These numbers have been taken from p.21 of the linked PDF by the Facebook engineer Avinash Lakshman where it shows this MySQL vs Cassandra comparison:
"MySQL > 50GB Data
Writes Average : ~300ms
Reads Average : ~350ms
Cassandra > 50GB Data
Writes Average : 0.12ms
Reads Average : 15ms"
Which I'm guessing actually means: with a database table which is more than 50GB total size they have measured individual row accesses at these speeds. Maybe Avinash has accidentally transposed the read and write figures - I can't think why the read would be slower than the write.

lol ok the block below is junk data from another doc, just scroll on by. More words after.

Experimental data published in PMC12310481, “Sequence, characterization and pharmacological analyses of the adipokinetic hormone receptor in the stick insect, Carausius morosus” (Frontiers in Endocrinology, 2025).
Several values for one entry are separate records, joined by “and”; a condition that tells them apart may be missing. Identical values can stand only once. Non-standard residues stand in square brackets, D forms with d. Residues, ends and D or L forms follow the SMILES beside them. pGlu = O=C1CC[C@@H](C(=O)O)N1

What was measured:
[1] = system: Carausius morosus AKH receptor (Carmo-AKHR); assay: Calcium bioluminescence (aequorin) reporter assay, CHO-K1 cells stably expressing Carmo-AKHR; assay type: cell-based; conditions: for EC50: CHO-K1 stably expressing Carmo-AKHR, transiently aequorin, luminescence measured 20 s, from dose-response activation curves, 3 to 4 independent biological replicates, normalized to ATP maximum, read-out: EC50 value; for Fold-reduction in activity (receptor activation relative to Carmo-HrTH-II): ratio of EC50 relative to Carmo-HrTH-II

15ms to write a row to disk seems possible given that a fast modern disk
has a latency of 2ms and seek time of 4ms and a sustained transfer rate of about 100MB/s. The track to track time is only 0.4ms so maybe if you just wrote all the data to disk serial-log-style you could reconstruct from the log after a failure and handle all reads from memory. I don't know Cassandra. Obviously, from these figures, the disk couldn't do a row read in 0.12ms.
You can (usually) make reads faster by throwing things like memcached at the problem. Writes are harder. So I think this is the right tradeoff for a modern system.